How reputational risk can drive tax change

The reputational risk for companies minimising tax liabilities as much as legally possible is greater than ever. So how should companies respond?

Not too long ago, the heads of tax at large multinational companies saw their jobs as bit of a game. Before the global financial crisis of 2008, they used to compete with each other to see who could slash their firm’s effective tax rates (ETR) the most.

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There was a climate in which they could game the international tax system, making use of an arsenal of jurisdiction shopping, tax arbitrage, gaps and loopholes, without much fear of reputational risk. The names given to some of the most favoured tax-avoidance strategies, Double Irish, Dutch Sandwich and Single Malt, were perhaps a giveaway.

At the time, there was a herd-like, race-to-the-bottom mindset among some tax professionals. “The big four accountancy firms would be saying ‘Do you know about this scheme? Your rival is doing it and it’s enabled them to get their ETR down to such and such a level’,” says Jason Collins head of tax, litigation and regulatory at law firm Pinsent Masons.

“If a firm got its ETR down into the single digits, then it was in a very rare club altogether. Most would have been aiming for the teens.”

How reputational risk made firms clean up their act

Richard Murphy, professor of practice in international political economy at City, University of London, says: “It was a free for all. There was no international co-operation between tax authorities and no organised challenge to tax havens.

“If you want to single out a point when everything changed, it was when Dame Margaret Hodge [Labour MP and then-chair of the Commons Public Accounts Committee] shredded the senior UK executives of Amazon, Google and Starbucks over their tax strategies in November 2012. After that, fear of reputational risk wasn’t what was driving change, it was fear of being in that chair in front of Margaret Hodge.”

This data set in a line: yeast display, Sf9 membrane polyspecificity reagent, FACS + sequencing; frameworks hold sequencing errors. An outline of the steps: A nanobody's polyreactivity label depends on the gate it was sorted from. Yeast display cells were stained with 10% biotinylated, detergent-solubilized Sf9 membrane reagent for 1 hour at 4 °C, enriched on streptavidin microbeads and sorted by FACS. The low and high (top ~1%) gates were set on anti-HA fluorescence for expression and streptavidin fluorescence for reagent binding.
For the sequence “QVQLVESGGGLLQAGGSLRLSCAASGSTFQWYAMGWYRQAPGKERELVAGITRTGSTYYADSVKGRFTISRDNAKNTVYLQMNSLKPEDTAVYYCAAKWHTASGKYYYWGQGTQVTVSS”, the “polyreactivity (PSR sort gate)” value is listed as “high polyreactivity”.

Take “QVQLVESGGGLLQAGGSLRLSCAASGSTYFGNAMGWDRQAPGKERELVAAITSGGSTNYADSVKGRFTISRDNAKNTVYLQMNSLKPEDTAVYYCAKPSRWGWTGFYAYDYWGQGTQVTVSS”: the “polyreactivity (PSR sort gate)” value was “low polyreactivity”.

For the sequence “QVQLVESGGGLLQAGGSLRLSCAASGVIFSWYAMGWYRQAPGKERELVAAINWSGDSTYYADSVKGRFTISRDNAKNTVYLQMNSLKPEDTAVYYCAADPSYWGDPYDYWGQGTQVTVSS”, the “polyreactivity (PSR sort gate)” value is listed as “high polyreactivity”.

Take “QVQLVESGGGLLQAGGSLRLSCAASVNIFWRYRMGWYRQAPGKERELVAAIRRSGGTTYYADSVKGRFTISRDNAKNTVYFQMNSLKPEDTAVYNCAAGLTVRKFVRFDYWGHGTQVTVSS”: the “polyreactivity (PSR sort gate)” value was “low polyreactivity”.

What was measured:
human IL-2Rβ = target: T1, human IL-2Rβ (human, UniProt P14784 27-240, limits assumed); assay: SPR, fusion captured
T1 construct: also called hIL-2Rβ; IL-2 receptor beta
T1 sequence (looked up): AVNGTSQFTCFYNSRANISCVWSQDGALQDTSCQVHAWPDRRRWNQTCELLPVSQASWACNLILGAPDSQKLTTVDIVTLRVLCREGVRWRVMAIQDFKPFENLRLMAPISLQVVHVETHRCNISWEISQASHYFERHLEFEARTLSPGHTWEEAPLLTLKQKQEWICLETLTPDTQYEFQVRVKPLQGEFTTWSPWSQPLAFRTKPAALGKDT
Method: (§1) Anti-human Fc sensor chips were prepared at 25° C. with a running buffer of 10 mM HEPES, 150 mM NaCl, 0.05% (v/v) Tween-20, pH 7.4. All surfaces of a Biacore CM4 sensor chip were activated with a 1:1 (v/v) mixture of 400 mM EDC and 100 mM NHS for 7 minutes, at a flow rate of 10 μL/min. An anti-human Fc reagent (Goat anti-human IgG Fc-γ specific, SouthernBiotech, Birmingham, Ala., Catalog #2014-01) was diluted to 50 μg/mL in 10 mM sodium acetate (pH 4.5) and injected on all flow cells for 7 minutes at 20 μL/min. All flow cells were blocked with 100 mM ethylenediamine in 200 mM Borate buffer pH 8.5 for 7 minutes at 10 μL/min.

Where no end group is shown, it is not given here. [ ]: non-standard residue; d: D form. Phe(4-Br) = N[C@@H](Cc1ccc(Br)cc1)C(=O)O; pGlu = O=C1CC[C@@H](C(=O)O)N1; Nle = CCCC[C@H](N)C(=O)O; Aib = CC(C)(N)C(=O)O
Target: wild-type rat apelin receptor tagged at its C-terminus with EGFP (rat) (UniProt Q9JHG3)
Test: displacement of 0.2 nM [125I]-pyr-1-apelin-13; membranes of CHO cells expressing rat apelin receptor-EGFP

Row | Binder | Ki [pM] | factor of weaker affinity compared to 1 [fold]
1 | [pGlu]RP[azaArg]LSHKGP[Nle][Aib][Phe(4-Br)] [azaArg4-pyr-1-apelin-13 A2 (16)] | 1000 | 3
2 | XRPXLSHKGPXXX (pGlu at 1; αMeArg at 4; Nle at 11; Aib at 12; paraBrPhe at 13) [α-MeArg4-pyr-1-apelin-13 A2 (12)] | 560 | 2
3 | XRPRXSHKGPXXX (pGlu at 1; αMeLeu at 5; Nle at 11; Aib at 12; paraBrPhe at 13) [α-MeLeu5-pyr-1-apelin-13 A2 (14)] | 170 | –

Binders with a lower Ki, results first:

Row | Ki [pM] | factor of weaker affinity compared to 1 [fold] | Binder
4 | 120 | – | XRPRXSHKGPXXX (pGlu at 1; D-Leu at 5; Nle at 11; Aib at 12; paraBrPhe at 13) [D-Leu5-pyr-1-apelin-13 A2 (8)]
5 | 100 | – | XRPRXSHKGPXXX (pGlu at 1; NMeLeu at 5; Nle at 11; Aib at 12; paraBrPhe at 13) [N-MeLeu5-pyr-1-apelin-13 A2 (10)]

While US President George W. Bush sought to defend tax havens, both President Barack Obama and UK Prime Minister David Cameron recognised the need for change, and pushed for reform. Mr Cameron, for example, championed country-by-country reporting at the G8 in 2013.

“The world has changed. Before the global financial crisis it was ‘We can minimise the tax bill’. Now it’s ‘We can guarantee your compliance’,” says Professor Murphy. “And tax justice campaigners ought to be jumping up and down with joy.

“Country-by-country reporting means that if companies want to try to shift profits, they’ve got to be pretty smart to be able to get away with it.”

Graham Poole, senior director of economics and transfer pricing at law firm Hogan Lovells, adds: “Reputational risk has become a much more significant factor, causing the boards of directors, especially at consumer-facing businesses, to pay much more attention to tax.”

Main drivers of change

The diverted profits tax, also known as the Google tax, introduced by chancellor George Osborne in 2015, has also been a game-changer. “Before that, HM Revenue & Customs were constantly having long drawn-out discussions with international businesses about transfer pricing, and these were using phenomenal amounts of resources both at HMRC and at the companies themselves,” says Ross Robertson, international corporate tax partner at BDO. “Diverted profits tax fundamentally reset the negotiation dynamic.”